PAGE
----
Java is a popular programming language that is used to develop games, applications, and utilities that are found on the Internet, cell phones, and other digital devices. There are thousands of other programming languages out there, such as C, C++, HTML, ColdFusion, Python, Flash, PHP, Visual Basic, and more, but Java has gained popularity in the last few years because it will work on many different kinds of computers.
So why are there so many pesky updates for Java?
The same reason that there are frequent updates for the Flash player. Because these applications are installed on so many computers around the world, and because they are cross-platform, they are extremely vulnerable to security risks. They are frequently targeted by hackers and other cyber criminals, so Sun Microsystems is constantly trying to stay one step ahead of the bad guys.
Can I disable Java’s automatic updates?
Yes, it is possible to disable the automatic updates, but it is not a good idea. Disabling these updates is kind of like asking a thief to your home for dinner when you know you’re not going to be there! The risks are just too great.
What if you are sick and tired of dealing with these Java updates, and you are willing to do whatever it takes to get rid of them? Are there any safe options?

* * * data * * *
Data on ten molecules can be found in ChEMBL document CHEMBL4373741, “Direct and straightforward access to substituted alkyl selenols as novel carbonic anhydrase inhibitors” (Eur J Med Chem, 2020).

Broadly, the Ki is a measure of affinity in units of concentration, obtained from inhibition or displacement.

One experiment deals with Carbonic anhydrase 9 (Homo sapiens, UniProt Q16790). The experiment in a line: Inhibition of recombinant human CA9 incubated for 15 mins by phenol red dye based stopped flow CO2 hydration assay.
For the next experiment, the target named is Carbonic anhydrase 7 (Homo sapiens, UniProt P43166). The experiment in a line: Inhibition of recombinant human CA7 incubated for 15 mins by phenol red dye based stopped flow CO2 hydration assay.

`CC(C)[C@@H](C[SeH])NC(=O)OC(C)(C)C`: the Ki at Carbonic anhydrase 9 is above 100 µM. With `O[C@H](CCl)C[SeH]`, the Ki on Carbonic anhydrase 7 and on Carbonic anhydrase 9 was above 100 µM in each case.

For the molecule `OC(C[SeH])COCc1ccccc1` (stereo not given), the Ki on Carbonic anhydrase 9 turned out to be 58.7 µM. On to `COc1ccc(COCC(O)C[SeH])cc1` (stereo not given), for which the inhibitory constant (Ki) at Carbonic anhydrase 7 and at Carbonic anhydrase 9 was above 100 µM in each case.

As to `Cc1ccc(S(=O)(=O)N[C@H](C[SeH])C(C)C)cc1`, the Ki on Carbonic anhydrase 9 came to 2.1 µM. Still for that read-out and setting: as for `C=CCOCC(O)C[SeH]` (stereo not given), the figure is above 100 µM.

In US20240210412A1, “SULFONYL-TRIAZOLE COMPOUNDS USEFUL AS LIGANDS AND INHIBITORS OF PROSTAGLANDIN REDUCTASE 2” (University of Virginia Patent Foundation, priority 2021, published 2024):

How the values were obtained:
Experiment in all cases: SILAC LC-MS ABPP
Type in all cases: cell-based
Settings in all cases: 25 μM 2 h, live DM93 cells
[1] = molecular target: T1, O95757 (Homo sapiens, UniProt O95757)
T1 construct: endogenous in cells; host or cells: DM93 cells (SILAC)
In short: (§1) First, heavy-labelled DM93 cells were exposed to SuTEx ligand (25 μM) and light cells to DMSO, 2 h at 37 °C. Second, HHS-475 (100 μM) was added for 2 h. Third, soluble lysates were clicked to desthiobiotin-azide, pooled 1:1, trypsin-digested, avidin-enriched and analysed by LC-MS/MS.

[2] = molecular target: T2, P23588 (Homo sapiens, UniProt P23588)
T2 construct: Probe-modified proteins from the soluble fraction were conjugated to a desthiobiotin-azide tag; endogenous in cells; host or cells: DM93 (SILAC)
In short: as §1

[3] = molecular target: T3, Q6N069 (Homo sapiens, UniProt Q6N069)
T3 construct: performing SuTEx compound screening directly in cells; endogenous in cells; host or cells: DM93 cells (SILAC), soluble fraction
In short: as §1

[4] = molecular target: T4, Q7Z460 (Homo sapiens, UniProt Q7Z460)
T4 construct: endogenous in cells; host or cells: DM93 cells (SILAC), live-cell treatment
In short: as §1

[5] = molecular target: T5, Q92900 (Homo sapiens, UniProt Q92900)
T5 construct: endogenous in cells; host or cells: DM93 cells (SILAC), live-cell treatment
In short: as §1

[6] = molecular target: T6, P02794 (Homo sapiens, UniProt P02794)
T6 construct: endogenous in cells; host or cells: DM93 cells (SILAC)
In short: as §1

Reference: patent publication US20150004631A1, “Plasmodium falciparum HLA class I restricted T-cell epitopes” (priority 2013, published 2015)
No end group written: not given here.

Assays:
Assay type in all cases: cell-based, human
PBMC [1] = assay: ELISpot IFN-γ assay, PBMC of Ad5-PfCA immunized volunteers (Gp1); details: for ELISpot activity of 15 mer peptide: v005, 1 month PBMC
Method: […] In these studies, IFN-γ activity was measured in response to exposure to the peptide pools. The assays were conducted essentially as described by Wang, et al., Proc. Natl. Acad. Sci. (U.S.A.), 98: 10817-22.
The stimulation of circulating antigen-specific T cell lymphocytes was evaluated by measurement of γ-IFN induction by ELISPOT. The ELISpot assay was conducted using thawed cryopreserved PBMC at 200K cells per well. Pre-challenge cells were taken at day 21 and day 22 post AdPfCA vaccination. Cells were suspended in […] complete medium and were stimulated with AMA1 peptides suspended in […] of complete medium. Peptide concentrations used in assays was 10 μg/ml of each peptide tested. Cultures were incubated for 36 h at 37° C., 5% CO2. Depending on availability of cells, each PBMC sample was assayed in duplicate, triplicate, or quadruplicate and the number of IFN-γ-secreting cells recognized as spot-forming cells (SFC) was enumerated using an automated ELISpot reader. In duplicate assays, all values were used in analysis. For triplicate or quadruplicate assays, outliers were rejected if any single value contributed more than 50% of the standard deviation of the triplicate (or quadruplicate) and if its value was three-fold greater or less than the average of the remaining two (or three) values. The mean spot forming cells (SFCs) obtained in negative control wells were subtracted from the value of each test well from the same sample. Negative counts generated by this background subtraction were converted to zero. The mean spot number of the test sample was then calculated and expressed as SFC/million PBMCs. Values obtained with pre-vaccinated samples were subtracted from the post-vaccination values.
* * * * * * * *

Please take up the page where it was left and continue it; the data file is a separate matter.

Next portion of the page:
While we do not recommend disabling Java, if you’ve completely run out of patience, uninstalling Java completely is a better option than disabling it. If it is not installed on your machine, it cannot be exploited.
What are the consequences of uninstalling Java completely?
First of all, there are no security risks involved with uninstalling Java. Instead, the consequences have to do with a user’s experience when surfing the Web. In other words, you may come across some Web elements that will not work properly. If you try to use a program or Web site that relies on Java, you may see an error message or a blank space on a Web page. The good news is that you can always download Java for free and reinstall it when (or if) you need it.
If you have been getting automatic Java updates for some time, you may have lots of different versions installed on your machine. Can you, or should you, delete older versions?
Yes, absolutely. They simply take up space on your hard drive, and they just keep stacking up in your Programs folder.
How do you delete them?
This article by Cisco tells how to remove old versions of Java.